Photo: Sonny Abesamis

Recognition with Redistribution: Ethno-Racial Law and Justice in Latin America

This Dejusticia book presents an analytical framework and an empirical panorama of the reality of indigenous and afro-descendant rights throughout the region. To this end, it traces trends, advances and tensions in the regulation of cultural diversity and ethnic-racial justice through the analysis of four themes

 

This text documents trends in the regulation of diversity in the continent, as well as the recognition claims of Afro and indigenous communities that have taken place since the 1990s when “multicultural constitutionalism” emerged.

This “multicultural constitutionalism” has translated into very diverse – even contradictory – norms and practices within and between different countries. In many national contexts, the recognition of diversity has not gone hand in hand with the redistribution of resources and political power.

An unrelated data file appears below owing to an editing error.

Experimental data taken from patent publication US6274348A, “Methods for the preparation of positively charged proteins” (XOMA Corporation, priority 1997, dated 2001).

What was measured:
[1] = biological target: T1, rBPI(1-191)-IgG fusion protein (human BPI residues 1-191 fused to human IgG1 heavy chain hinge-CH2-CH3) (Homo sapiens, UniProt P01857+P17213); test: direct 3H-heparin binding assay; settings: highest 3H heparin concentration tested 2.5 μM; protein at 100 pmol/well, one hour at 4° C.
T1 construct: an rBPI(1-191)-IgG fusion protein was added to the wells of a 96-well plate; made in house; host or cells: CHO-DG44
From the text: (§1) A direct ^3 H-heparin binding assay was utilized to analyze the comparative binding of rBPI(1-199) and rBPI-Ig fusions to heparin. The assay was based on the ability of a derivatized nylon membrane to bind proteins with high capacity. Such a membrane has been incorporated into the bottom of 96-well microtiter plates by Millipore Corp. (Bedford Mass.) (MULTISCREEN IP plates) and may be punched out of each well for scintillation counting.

This Dejusticia book presents an analytical framework and an empirical panorama of the reality of indigenous and afro-descendant rights throughout the region. To this end, it traces trends, advances and tensions in the regulation of cultural diversity and ethnic-racial justice through the analysis of four themes: the right to prior consultation, criminal laws against racism, recognition of territorial rights And the implementation of affirmative action programs in higher education.

In the book you can also find some of the emblematic cases such as the implementation of the right to prior consultation in Peru, the situation of the Sarayaku people in Ecuador, and the regulation of the consultation in Chile.


Find the entire book here

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